Cholesterol. It’s Good For You
Whilst going on my weekly grocery shop, and perusing through the aisles, it occurred to me how many products are out there which are marketed as “cholesterol free”, leading people to believe that if they are concerned about their cholesterol levels, they should focus on eating products which are low in dietary cholesterol.
It sounds simple. Eating less cholesterol = less cholesterol in the body = lower blood cholesterol levels.
Not exactly true. Although it is still important to limit the amount of cholesterol you eat, especially if you have diabetes, dietary cholesterol isn’t nearly the bad guy it’s been made out to be. Cholesterol in the bloodstream is what’s most important.
Studies have found that diets high in saturated fat have a greater impact on a person’s blood cholesterol levels and associated health risks, than the intake of dietary cholesterol alone. Therefore foods that contain cholesterol do no need to be avoided, especially those that are low in saturated fat, such as seafood.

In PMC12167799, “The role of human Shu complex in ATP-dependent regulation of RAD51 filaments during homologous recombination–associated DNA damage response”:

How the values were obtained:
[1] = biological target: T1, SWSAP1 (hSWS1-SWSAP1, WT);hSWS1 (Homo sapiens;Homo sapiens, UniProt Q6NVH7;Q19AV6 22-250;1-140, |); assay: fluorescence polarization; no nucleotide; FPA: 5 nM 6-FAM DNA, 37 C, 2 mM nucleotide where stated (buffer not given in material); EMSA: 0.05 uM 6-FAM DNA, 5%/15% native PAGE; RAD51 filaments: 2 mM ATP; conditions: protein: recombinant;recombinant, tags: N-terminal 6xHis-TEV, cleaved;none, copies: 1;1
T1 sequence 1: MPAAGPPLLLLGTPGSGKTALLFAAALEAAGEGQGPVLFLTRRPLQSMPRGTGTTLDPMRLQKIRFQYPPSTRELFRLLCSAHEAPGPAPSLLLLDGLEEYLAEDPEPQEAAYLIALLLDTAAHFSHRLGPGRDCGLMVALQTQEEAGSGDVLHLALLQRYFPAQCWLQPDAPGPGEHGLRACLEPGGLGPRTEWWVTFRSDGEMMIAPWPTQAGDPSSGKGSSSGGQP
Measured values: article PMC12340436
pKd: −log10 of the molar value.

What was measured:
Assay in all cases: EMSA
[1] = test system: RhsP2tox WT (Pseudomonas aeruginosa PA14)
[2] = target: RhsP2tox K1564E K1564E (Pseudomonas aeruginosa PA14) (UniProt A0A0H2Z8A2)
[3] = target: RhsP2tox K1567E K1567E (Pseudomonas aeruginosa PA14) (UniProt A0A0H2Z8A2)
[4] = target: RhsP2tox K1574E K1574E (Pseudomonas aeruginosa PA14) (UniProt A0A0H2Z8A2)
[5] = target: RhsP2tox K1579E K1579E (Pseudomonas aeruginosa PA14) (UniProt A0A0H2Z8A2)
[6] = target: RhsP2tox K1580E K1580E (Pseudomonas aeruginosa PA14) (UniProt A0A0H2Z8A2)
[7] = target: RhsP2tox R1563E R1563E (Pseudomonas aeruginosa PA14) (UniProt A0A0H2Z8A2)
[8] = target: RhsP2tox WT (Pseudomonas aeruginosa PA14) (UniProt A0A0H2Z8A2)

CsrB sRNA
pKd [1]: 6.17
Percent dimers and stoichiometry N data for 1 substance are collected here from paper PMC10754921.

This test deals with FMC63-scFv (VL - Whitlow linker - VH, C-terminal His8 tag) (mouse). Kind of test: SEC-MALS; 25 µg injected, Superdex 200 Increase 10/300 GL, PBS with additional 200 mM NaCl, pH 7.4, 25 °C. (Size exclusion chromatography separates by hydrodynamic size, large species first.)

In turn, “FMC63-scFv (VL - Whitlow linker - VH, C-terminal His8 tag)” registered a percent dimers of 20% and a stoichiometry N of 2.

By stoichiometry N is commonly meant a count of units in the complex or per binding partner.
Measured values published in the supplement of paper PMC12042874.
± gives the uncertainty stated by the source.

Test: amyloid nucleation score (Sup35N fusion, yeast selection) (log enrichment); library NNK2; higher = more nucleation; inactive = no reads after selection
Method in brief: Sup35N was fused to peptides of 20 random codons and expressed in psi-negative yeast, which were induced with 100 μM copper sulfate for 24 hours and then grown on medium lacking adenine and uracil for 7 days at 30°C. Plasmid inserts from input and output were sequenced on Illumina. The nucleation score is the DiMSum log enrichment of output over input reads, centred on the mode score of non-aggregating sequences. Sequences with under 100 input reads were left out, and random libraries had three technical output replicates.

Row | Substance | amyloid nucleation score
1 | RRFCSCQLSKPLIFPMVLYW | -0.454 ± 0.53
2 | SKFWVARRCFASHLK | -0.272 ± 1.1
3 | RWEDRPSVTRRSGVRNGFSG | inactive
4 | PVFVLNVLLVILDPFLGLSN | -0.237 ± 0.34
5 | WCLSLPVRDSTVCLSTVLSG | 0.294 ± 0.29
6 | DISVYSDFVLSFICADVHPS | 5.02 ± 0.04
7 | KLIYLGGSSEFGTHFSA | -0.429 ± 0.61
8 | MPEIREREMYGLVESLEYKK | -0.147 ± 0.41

Cholesterol is a very important substance in your body. It is required for the production of some very important hormones, such as the sex hormones – oestrogen and testosterone, and occurs in very high concentrations in the brain and nervous system. Cholesterol also helps to assist with the absorption of fat from food. Unfortunately though, a diet which elevates cholesterol does not mean we can speed up fat metabolism.
Our body’s cholesterol needs are met by the cholesterol it itself manufactures. Diets high in saturated fat – fatty meat, butter, cream, fast food, chocolate etc, will elevate your cholesterol levels, which is then stored like garbage on the walls of your arteries – giving you high blood cholesterol levels and increasing your risk of heart disease.
Keep an eye out for my next post, where I will discuss where dietary cholesterol comes from and the different types of cholesterol found in the body (the good and the bad). I will also give you some helpful tips on how to help lower high blood cholesterol levels.